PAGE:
Ever since the rents in Kreuzberg rose to Charlottenburg levels, the north of Neukölln has become heavily populated. The intersection of the districts of Neukölln and Friedrichshain-Kreuzberg, also nicknamed Kreuzkölln, is especially popular with the younger crowd. The international creative and cultural scene is gradually establishing itself on other streets too. The area between Weigandufer and the airfield is in high demand. The south of Neukölln, especially the high-rise housing development Gropiusstadt, attracts low-income families. The district is the home to about 327,500 residents.
Rudow, Britz and Buckow, on the other hand, offer a high quality of life – quiet one-family housing developments and allotment garden colonies leave a cozy impression. The hot-spots of Neukölln are Sonnenallee, Hermannplatz, and Volkspark Hasenheide. A cultural program is offered by the Neukölln Opera, the Heimathafen Neukölln, Britz Castle, and the Estrel Festival Center.

Boroughs in Berlin-Neukölln

Neukölln, Britz, Buckow, Rudow

After Germany’s reunification in 1989, the facades of 60,000 flats in Marzahn were painted colorfully and parks were landscaped in the local neighborhood. This splash of color has had a significant impact on the district´s image. Marzahn and Hellersdorf are known for their prefab housing developments, while the boroughs of Mahlsdorf, Kaulsdorf and Biesdorf together make up what is currently the largest residential development of single-family homes in Berlin. 
Most families live in Berlin Marzahn-Hellersdorf. Eastgate Berlin beckons you to go shopping. Another attraction is the “Gärten der Welt” (Gardens of the World), a 30-hectare well-maintained park with unique examples of international garden art. The district has a population of around 262,000.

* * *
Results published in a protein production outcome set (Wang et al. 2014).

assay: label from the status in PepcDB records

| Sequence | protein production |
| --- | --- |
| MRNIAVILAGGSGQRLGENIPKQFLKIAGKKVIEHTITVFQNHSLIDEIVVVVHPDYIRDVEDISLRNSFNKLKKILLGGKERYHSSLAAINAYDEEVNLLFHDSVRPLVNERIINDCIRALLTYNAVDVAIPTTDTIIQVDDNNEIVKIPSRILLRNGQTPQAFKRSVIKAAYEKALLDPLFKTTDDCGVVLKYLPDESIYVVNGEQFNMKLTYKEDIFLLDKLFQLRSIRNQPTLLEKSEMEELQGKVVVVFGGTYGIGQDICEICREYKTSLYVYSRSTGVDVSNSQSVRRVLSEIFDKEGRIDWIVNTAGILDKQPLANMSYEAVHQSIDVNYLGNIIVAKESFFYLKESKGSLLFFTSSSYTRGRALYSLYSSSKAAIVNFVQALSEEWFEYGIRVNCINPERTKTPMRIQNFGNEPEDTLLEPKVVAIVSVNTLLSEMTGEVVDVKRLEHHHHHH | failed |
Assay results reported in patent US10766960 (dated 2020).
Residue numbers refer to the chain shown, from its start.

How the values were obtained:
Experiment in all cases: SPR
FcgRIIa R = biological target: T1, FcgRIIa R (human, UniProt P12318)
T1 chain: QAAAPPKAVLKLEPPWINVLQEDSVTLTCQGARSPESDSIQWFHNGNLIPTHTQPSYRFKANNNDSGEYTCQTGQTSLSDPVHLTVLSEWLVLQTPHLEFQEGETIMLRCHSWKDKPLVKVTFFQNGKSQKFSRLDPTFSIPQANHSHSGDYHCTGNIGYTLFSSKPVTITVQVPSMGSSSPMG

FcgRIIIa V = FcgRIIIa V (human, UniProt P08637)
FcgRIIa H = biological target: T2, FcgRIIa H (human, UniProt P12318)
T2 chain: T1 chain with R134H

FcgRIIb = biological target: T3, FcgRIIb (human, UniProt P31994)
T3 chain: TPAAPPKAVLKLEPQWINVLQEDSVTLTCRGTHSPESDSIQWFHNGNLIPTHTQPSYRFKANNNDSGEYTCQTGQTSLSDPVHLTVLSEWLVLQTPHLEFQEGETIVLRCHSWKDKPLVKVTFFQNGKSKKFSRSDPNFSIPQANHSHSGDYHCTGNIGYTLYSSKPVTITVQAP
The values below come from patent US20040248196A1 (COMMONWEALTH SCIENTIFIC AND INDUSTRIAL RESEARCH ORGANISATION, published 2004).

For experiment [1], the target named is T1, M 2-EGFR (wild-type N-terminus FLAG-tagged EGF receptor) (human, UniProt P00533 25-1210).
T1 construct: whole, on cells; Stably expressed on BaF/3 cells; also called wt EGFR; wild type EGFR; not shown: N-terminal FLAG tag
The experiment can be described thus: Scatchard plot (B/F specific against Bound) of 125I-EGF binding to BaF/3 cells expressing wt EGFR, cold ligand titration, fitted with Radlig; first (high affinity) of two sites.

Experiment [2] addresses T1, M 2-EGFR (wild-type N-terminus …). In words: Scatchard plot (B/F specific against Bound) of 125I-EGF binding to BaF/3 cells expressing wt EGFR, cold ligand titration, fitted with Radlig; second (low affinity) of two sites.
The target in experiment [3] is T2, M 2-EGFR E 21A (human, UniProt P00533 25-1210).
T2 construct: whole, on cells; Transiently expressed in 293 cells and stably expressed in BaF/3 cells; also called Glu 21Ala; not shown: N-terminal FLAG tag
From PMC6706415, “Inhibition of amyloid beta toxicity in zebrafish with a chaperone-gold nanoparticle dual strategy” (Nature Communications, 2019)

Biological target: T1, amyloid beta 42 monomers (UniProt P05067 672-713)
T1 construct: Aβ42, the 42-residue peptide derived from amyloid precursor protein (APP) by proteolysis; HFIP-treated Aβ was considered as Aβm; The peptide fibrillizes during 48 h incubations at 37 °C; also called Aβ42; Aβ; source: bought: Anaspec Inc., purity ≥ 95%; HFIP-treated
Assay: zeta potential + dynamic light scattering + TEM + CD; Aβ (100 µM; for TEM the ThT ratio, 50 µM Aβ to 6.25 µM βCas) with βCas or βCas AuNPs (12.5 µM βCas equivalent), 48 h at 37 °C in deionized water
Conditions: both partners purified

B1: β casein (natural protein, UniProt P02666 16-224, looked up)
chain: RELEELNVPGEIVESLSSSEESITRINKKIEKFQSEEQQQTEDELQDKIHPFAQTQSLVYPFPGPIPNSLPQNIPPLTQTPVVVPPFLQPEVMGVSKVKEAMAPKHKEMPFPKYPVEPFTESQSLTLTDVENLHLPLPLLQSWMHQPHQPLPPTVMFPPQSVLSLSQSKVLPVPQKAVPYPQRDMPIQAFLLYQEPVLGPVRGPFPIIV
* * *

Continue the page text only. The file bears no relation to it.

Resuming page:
Boroughs in Berlin Marzahn-Hellersdorf

Marzahn, Biesdorf, Kaulsdorf, Mahlsdorf, Hellersdorf

The Outskirts of Berlin

Berlin Umland Map Detail
© TUBS, Wikimedia Commons

Approximately one million Berliners live in the outskirts of Berlin – the capital region of Berlin-Brandenburg. The Berlin metropolitan region is the name used to describe the densely-populated area around the city of Berlin which is connected to the S-Bahn (railway system within and around Berlin) and the regional rail network, and is located on the Berlin Ring (Highway A10). Approximately 50 communities live here.

Brandenburgers work in Berlin and Berliners in Brandenburg. As is typical for big cities, people commute every day. Excellent transportation connections allow for a wide choice of locations within the capital region.

The idyllic surrounding region beckons with historic towns and villages, nature parks, and bathing lakes. Rents are often cheaper than in the city center, but there are additional costs in terms of gasoline and maintenance for cars, or tickets to use public transport (ÖPNV).

If you are looking for peace and quiet and want to be in the countryside quickly, you will find what you are looking for in Berlin’s surrounding region. Even here, however, there are price differences. The residential parks of Teltow-Fläming, Dahme-Spreewald or the Oberhavel communities, for example, tend to house the residences of higher-income households. No matter which corner of the surrounding area you choose, be sure to compare building and rental costs in advance.